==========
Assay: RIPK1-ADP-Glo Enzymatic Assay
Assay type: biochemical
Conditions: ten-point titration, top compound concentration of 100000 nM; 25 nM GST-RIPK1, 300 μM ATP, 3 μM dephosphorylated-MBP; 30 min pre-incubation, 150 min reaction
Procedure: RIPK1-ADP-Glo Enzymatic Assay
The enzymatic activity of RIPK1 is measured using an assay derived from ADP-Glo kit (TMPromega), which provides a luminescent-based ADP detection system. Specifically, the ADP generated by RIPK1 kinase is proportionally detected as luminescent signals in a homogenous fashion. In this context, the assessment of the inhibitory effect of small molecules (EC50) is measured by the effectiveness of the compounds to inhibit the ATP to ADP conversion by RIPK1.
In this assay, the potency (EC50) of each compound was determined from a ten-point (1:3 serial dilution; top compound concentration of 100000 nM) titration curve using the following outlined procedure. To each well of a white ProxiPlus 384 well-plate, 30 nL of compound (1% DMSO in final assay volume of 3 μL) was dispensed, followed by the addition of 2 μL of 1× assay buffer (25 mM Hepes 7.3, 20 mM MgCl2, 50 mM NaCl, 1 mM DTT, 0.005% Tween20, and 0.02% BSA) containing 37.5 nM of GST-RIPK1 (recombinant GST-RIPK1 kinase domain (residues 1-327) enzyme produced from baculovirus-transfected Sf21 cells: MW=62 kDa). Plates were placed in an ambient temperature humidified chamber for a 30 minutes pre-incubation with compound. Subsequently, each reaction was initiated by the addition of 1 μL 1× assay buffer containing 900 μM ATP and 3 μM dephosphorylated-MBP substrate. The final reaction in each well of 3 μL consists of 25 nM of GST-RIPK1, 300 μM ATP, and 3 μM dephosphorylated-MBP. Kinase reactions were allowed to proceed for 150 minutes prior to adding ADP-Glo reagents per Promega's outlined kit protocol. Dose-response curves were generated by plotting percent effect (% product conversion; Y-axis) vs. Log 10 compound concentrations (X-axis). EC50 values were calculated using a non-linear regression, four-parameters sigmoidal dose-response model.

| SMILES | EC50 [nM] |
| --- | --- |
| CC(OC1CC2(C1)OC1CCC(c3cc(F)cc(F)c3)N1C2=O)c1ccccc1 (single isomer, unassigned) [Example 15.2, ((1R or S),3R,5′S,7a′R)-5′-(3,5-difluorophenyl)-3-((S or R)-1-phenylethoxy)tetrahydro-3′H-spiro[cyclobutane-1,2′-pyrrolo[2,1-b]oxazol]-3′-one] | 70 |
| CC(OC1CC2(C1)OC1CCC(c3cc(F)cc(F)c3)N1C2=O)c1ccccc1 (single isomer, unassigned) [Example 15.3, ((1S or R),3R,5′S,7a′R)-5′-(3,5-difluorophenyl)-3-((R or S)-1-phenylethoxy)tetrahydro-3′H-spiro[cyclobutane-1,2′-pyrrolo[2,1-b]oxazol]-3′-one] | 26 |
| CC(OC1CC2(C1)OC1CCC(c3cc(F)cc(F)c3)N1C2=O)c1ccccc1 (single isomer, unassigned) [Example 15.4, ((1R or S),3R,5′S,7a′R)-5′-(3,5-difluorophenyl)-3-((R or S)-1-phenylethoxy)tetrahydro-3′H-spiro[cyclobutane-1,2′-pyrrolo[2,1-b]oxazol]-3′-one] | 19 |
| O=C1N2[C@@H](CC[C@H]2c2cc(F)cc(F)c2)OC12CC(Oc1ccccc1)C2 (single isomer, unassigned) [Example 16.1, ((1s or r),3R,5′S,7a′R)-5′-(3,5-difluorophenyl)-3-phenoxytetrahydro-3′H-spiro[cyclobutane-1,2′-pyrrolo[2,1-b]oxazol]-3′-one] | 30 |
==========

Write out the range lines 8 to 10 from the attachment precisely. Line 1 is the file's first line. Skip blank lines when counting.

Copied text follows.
| --- | --- |
| CC(OC1CC2(C1)OC1CCC(c3cc(F)cc(F)c3)N1C2=O)c1ccccc1 (single isomer, unassigned) [Example 15.2, ((1R or S),3R,5′S,7a′R)-5′-(3,5-difluorophenyl)-3-((S or R)-1-phenylethoxy)tetrahydro-3′H-spiro[cyclobutane-1,2′-pyrrolo[2,1-b]oxazol]-3′-one] | 70 |
| CC(OC1CC2(C1)OC1CCC(c3cc(F)cc(F)c3)N1C2=O)c1ccccc1 (single isomer, unassigned) [Example 15.3, ((1S or R),3R,5′S,7a′R)-5′-(3,5-difluorophenyl)-3-((R or S)-1-phenylethoxy)tetrahydro-3′H-spiro[cyclobutane-1,2′-pyrrolo[2,1-b]oxazol]-3′-one] | 26 |